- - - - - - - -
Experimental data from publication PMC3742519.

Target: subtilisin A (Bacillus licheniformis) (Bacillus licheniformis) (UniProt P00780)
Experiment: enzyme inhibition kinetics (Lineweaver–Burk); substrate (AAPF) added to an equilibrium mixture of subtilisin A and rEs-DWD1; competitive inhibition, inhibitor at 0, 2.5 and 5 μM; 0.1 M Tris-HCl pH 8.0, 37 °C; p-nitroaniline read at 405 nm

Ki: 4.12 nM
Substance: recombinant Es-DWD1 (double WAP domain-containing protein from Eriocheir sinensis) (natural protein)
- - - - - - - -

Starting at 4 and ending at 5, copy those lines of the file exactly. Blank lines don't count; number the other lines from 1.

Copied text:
Ki: 4.12 nM
Substance: recombinant Es-DWD1 (double WAP domain-containing protein from Eriocheir sinensis) (natural protein)